« … his appreciation for city life was such that when I was a little girl and we would be going on walks, he would periodically draw my attention to the colorful and interesting patterns created by garbage strewn about on the streets, or by dilapidated storefronts with their torn-off signs. » — Gina Kovarsky on her father’s perspective
Funny how history works: for every world-famous New Yorker cartoonist, there’s another who’s just about been forgotten, yet is every bit the equal of his more celebrated colleague.
Anatol Kovarsky (born in Moscow in 1919, lived and thrived to the impressive age of 97) began working for the New Yorker in 1947, who published his cartoons and cover illustrations until 1969, when the man turned his full attention to painting.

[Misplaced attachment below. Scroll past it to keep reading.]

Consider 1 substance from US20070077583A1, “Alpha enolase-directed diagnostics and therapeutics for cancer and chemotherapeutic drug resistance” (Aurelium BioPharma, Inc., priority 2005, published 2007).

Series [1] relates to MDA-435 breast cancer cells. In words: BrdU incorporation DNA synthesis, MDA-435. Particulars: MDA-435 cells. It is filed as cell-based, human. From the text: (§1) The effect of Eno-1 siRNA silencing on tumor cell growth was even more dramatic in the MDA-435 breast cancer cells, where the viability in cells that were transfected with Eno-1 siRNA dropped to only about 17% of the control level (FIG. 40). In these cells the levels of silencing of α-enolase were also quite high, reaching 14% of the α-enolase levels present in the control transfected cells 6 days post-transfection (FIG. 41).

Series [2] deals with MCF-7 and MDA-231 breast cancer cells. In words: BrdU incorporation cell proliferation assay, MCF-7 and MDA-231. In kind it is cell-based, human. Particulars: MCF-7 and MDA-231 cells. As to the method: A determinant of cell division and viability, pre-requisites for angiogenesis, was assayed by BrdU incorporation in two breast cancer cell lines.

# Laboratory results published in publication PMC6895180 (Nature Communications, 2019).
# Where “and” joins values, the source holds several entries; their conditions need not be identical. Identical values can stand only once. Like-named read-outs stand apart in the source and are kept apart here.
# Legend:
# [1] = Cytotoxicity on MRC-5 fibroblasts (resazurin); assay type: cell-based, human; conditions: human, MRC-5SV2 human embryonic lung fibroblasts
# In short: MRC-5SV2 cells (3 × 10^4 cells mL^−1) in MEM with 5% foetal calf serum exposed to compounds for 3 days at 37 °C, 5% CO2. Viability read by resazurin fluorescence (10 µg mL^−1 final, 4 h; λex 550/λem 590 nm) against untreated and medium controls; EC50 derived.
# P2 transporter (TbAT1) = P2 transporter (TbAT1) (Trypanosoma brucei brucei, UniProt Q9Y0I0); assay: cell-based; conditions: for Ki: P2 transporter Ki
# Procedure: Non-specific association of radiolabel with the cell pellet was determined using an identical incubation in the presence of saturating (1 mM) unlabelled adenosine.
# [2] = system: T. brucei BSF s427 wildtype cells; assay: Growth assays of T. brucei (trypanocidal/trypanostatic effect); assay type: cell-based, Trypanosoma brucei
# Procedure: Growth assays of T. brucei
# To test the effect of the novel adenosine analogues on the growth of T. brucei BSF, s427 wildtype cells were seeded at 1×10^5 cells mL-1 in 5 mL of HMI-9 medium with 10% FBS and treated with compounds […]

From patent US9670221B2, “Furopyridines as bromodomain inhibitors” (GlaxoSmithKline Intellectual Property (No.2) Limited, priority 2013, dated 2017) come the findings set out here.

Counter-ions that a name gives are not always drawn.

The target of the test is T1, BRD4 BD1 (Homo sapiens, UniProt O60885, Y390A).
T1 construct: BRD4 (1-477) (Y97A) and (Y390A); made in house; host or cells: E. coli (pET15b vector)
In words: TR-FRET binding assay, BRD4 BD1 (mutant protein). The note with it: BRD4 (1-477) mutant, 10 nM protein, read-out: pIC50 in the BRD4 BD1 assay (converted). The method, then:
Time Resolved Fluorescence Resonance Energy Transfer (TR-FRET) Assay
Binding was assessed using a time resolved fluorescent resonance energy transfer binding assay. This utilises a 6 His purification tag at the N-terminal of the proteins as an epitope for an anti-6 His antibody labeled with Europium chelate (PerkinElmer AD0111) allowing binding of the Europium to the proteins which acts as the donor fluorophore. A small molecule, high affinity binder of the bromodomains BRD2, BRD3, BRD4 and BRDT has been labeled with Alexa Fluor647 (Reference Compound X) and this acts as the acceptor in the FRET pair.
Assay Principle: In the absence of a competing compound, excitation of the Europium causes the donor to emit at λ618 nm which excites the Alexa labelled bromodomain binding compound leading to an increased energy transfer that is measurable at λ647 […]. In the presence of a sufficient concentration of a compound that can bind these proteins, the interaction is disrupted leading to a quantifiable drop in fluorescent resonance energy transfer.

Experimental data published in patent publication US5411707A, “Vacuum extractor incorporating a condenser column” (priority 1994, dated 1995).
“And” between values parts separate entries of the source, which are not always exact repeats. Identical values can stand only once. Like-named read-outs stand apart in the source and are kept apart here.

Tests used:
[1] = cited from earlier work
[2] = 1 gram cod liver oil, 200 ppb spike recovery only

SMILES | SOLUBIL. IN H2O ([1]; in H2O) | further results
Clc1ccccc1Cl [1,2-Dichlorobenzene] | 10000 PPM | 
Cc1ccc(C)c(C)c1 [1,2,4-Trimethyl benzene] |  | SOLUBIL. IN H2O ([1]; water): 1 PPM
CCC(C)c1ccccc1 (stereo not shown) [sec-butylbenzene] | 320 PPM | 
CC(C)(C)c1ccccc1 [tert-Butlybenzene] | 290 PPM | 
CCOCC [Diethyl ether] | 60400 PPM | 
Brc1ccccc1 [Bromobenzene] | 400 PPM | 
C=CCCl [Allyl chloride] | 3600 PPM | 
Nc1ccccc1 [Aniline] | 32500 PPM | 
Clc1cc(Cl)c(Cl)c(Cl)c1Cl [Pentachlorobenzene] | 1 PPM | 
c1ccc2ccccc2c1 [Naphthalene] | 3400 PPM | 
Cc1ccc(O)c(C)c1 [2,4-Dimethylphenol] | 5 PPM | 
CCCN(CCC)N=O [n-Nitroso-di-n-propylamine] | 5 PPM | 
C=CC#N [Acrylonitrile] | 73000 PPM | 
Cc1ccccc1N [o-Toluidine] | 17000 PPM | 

This specific piece first saw print in The New Yorker in 1956, and was collected later that year as part of the classic Kovarsky’s World (Alfred A. Knopf).
For further reading, here’s a pair of excellent articles on the esteemed Mr. K: